NBA Owners vs. the National Basketball Players Association: A Communication Battle

8 Oct

If on November 1st the NBA regular season doesn’t begin due to the lockout between the NBA owners and the National Basketball Players Association (NBPA), millions of fans will be deprived of the sport they love. Instead of enjoying basketball, fans this year have now been brought into the union battle between the players and the NBA. Why a settlement hasn’t been reached yet boils down to a business communication issue. Now with the start of the season quickly approaching, both sides are trying to effectively communicate their problems and demands.

Economics of the NBA

NBA salaries are no joke. Ranging anywhere from half a million dollars to the tens of millions a year per player, money shouldn’t seem like an issue. Still, economics is always a balancing game between owners and players. Both sides depend on each other, but still want the most personal gain.

Compromise through Communication

Through joint meetings where both sides communicate their economic demands and expectations, the NBPA and team owners attempt to negotiate with each other to create a collective bargaining agreement. When a compromise is reached through effective and open communication tactics, the league works beautifully and the fans get to enjoy the games. However, this year is a clear example of poor communication between the two sides. The union, headed by president and point guard of the Los Angeles Lakers Derek Fisher, is unable to convince the owners to agree to their demands. Along the same lines, the owners are unable to convince the players why their stance is good for profitability and the league as a whole. Unless compromise can be reached through effective and persuasive communication on either side, it seems as though the season may never start.

Unified Stand

Under the leadership of Derek Fisher, players have not backed down to the demands of the owners. Instead, they seem more unified than ever as a result of the persuasive communication skills Fisher possesses. In the most recent message sent by Fisher to the NBA players, he reiterated the fact that the NBPA stands united and fights for the demands it feels are necessary and fair. In this message he assures the players that whatever the NBPA is fighting for “is the best deal for you and your fellow players” and prods players to “educate yourself, ask questions, do it all” to ensure they are getting the fair deal. Without Fisher’s consistent internal communication, the union may fall apart or easily give in to the owners.

Open Communication and Information

Fisher stated that he and the rest of the NBPA are “remaining steadfast on the issues we will not be able to move away from.” This message communicates to the owners the strength of the union. The union is willing to compromise but is not willing to completely give in. Owners must do a better job at communicating their needs and the reasons behind those needs. The players still feel misinformed by the league and this lack of communication is creating this rift between the owners and the NBPA. Until both sides can effectively communicate their areas of contention, a compromise cannot be reached.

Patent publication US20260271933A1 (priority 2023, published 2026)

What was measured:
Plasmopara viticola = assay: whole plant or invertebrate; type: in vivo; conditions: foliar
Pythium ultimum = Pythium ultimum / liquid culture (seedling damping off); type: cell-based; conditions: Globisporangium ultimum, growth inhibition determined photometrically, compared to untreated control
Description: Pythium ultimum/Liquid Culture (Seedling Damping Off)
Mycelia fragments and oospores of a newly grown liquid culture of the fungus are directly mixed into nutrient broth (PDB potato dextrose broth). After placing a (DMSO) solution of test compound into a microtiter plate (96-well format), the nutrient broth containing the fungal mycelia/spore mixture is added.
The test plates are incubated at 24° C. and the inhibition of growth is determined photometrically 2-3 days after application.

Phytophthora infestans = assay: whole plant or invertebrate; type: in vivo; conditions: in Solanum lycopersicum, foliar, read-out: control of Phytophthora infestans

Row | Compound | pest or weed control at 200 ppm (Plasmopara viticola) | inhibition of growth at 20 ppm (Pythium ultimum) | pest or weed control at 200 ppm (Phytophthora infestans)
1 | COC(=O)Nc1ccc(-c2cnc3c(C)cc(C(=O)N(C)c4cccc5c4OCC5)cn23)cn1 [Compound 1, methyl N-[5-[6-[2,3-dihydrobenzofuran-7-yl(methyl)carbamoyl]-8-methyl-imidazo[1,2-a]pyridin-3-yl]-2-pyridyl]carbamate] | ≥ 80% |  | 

by Sasi Aradyula


3 Responses to “NBA Owners vs. the National Basketball Players Association: A Communication Battle”

  1. Shiv Bery October 9, 2011 at 2:23 am #


    As a huge NBA fan, I enjoyed your analysis of the NBA lockout and think that your explanation could help some people understand the situation. I completely agree with you that communication is the main problem that is causing the lockout. Let’s hope that the season will not be cancelled!


  2. Gregory Porter October 11, 2011 at 3:45 am #

    Great post! I read this right after seeing that the NBA canceled the first two weeks of the season. Unfortunately, the owners are making communication difficult and this is leading to the issues you discussed in your blog. As you and Shiv mentioned, effective communication is the only way this will get resolved. Additionally, the media blowing up every step of the process also leads to many communication issues because people are afraid to speak their minds.


  3. Timothy Wang October 15, 2011 at 4:48 pm #


    A very good post detailing the problems of the NBA’s current bargaining issues! My QBA group is actually basing our term paper on NBA player salary and I find this topic extremely interesting.

    You’re absolutely right, the player’s unity behind Fisher is very strong and together they are remaining steadfast in their demands. Unfortunately, the owners have remained adamant in their demands as well (thus the cancellation of the first two weeks of the season as Greg mentioned above). However, unlike the NFL, the majority of the NBA owners are losing money during the season, and while the NFL’s negotiations dealt with how they should split the profits, the NBA’s owners are focusing on how they can turn their investments in the team into profitable ones. Therefore, they too, are unlikely to budge very much in their demands.

    Given this dire economic situation the NBA and its players are facing, if Fisher & Co. continue to refuse to agree with their employers, it looks like many of our favorite players will be playing their next basketball seasons overseas.


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